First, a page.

Editor’s Note: A recent poll taken on NorthwestRVing.com indicates a good percentage of readers would like more tips and maintenance ideas. We appreciate your feedback and will include more tips and maintenance ideas starting with this and future entries.

Pages have been written about the cleaning and maintaining of your black tank (sewer) along with controlling odor, but the proper method to operate your gray tank is hardly ever mentioned. Following are some tips that will likely keep the area around your campsite smelling better (especially with the hot weather we have been experiencing in the Northwest) while making your tank dumping process more efficient.

You have settled into a full hookup RV space, hooked up the water, plugged into shore power and connected the sewer hose between the RV and the campsite sewer port. Seasoned RVers know you leave the black dump valve closed until you are ready to dump the black tank to avoid the “pyramid of doom*”, but what about the gray valve? Many RVers like to leave the gray valve open so they can liberally use the shower and run sink water in the kitchen and bath without having to worry about filling up the gray tank. However, unless precautions are taken, doing so will allow sewer gases to travel from the campgrounds sewer system, up through your sewer hose and out the gray tank plumbing vent located on the roof of your RV. While it is unlikely you will smell the offending gases from inside your RV, it is very likely anyone in the vicinity of your RV will. Not the best first impression to make with neighboring RVers! One solution is to leave the gray valve closed until you need to dump the gray tank and then close it again. This can become tiresome if you are camped in the same location for weeks or months on end.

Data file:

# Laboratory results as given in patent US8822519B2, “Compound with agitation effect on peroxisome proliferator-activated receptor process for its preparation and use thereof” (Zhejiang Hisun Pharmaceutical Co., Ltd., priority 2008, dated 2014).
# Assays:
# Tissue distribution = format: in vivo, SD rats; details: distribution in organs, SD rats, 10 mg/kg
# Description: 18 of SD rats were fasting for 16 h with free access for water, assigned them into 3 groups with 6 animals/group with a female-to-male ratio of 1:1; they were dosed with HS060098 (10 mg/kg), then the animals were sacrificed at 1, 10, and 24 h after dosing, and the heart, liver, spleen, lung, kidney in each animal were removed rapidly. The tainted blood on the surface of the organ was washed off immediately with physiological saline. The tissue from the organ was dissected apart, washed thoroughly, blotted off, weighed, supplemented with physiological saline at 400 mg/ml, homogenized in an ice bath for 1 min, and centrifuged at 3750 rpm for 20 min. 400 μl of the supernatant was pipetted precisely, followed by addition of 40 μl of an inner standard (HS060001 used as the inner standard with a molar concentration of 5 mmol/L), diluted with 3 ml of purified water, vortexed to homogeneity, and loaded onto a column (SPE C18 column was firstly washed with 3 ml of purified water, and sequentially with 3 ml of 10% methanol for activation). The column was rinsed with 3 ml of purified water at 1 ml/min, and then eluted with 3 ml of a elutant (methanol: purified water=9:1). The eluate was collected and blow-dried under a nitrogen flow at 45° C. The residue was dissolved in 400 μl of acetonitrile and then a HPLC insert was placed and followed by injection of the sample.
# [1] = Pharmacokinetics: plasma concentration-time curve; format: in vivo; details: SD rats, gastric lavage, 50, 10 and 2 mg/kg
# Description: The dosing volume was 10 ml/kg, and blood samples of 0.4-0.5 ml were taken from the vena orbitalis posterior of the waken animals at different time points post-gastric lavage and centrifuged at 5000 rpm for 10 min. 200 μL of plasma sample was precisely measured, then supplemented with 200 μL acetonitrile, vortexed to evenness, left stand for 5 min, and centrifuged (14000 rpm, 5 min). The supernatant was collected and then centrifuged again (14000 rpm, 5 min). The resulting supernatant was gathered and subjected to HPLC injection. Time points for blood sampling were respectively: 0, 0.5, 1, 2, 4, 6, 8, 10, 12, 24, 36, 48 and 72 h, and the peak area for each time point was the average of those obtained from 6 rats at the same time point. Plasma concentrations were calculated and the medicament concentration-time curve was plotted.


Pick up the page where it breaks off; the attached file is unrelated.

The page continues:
The best solution is to arrange your sewer hose so it forms a P-Trap, allowing gray water to completely fill the entire diameter of the hose in the lowest portion. The standing water in the hose will prevent sewer gases from traveling up your sewer hose into your gray tank, but still allow gray water to freely pass down the sewer inlet thus allowing you to keep your gray valve open without being an odiferous offender to your neighbors. Many times the campground sewer hookup is elevated off the ground providing an automatic trap as shown in the photo. If not, running your hose up and over a couple of blocks, higher than the diameter of your sewer hose is sufficient.


Form a P-Trap when leaving the gray tank valve open

Additional tip: A day or two before you leave the campground, close the gray valve and straighten your sewer hose to remove the trap or place a Slunky or similar device that supports and slopes your sewer hose from the RV termination fitting to the campground’s sewer opening. When you are ready to break camp, dump your black tank first and then flush your sewer hose by releasing the captured gray water. The large rush of gray water will easily flush out any solids that may have collected in the low spots while the trap was in place. Typically the rush of gray water is sufficient to flush your sewer hose clean eliminating the need to further flush it with water from a garden hose saving time and water.


Hose should be supported when dumping the black tank

*The pyramid of doom occurs when you leave the black tank dump valve open while hooked to sewer allowing the liquids to drain from the black tank while the solid waste forms a pyramid below the toilet.

Dave Helgeson
Author: Dave Helgeson
Dave Helgeson is the MHRV Show Director. He and his wife love to travel across the west in their RV. Dave writes about all things RVing but loves to share destinations and boondocking advice.

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